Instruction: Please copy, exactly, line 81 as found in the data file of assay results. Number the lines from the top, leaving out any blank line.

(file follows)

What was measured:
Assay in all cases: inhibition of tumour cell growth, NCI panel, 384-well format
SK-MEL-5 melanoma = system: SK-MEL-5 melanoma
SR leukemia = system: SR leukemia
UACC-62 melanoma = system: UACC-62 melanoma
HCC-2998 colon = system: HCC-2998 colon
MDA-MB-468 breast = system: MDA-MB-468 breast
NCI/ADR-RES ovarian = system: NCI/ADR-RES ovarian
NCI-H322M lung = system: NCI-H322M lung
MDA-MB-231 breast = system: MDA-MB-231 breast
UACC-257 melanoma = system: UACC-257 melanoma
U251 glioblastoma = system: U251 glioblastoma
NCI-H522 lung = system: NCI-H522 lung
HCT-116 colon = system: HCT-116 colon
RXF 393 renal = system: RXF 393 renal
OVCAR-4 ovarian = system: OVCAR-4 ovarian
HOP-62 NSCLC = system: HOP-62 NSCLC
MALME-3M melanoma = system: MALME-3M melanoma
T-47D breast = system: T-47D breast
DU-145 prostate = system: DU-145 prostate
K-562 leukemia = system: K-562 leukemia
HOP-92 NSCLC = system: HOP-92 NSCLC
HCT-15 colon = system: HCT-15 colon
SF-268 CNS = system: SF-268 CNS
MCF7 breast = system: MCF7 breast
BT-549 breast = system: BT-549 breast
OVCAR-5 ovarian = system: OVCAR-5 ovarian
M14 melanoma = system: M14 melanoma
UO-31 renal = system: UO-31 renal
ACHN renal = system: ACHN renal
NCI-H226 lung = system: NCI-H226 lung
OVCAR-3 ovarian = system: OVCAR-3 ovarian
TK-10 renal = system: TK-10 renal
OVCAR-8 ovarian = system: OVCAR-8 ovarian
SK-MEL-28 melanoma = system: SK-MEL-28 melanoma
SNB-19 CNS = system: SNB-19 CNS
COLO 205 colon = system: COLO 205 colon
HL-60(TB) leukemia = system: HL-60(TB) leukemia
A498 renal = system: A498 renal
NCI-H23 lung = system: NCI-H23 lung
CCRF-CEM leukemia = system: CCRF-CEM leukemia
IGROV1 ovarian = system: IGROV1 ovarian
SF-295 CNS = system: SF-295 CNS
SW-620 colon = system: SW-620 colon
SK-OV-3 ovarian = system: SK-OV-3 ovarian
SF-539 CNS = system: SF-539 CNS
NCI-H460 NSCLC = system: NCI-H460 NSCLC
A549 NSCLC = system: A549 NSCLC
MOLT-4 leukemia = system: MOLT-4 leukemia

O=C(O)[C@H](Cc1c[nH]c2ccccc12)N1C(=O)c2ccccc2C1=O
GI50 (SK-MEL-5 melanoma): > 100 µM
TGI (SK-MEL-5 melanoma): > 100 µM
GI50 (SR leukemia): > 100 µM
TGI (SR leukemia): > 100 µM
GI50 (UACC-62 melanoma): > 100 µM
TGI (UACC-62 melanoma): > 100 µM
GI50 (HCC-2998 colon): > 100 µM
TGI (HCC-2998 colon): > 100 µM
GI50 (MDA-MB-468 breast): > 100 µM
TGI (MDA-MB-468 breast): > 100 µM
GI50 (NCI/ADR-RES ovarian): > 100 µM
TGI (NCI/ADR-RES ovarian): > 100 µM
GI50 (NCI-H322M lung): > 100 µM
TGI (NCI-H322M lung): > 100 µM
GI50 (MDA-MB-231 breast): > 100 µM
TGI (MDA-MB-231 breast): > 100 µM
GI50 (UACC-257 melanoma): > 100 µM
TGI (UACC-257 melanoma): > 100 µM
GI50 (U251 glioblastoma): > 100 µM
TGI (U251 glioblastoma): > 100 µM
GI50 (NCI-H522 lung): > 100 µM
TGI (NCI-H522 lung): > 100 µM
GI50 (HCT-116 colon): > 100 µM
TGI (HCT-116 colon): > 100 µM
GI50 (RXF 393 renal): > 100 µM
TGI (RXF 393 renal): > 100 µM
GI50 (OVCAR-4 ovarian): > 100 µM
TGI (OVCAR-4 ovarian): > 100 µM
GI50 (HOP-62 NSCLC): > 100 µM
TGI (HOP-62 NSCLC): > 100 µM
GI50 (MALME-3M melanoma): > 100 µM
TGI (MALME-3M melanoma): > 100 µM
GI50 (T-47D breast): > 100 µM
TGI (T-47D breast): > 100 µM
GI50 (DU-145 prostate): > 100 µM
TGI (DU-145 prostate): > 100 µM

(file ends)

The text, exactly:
GI50 (MALME-3M melanoma): > 100 µM